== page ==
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Deconstructing the decline in inequality in Latin America

Author

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  • Lustig, Nora
  • Lopez-Calva, Luis F.
  • Ortiz-Juarez, Eduardo

Abstract

Inequality in Latin America unambiguously declined in the 2000s. The Gini coefficient fell in 16 of the 17 countries where there are comparable data, and the change was statistically significant for all of them. Existing studies point to two main explanations for the decline in inequality: a reduction in hourly labor income inequality, and more robust and progressive government transfers. Available evidence suggests that it is the skill premium -- or, more precisely, the returns to primary, secondary, and tertiary education vs. no schooling or incomplete primary schooling -- that drives the decline in hourly labor income inequality. The causes behind the decline in returns to schooling, however, have not been unambiguously established. Some studies find that returns fell because of an increase in the supply of workers with more educational attainment; others, because of a shift in demand away from skilled labor.

Suggested Citation

  • Lustig, Nora & Lopez-Calva, Luis F. & Ortiz-Juarez, Eduardo, 2013. "Deconstructing the decline in inequality in Latin America," Policy Research Working Paper Series 6552, The World Bank.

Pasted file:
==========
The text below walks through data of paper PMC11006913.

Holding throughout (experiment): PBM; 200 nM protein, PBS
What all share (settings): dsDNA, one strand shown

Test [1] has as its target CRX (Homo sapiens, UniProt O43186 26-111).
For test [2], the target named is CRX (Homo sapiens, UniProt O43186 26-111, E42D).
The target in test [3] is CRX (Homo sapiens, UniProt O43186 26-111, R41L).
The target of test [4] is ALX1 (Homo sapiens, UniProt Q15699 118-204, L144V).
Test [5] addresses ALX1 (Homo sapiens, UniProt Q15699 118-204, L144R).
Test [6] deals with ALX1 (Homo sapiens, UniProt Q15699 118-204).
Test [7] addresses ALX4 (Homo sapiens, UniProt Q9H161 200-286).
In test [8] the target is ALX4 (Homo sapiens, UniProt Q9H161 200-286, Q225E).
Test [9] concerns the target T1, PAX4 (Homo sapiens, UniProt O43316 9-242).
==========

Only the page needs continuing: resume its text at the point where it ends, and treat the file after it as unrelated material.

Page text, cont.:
• Handle: RePEc:wbk:wbrwps:6552
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    References listed on IDEAS

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    More about this item

    Keywords

    Inequality; Poverty Impact Evaluation; Labor Markets; Population Policies; Labor Policies;
    All these keywords.

    JEL classification:

    • D31 - Microeconomics - - Distribution - - - Personal Income and Wealth Distribution
    • I24 - Health, Education, and Welfare - - Education - - - Education and Inequality
    • H53 - Public Economics - - National Government Expenditures and Related Policies - - - Government Expenditures and Welfare Programs
    • O15 - Economic Development, Innovation, Technological Change, and Growth - - Economic Development - - - Economic Development: Human Resources; Human Development; Income Distribution; Migration
    • O54 - Economic Development, Innovation, Technological Change, and Growth - - Economywide Country Studies - - - Latin America; Caribbean

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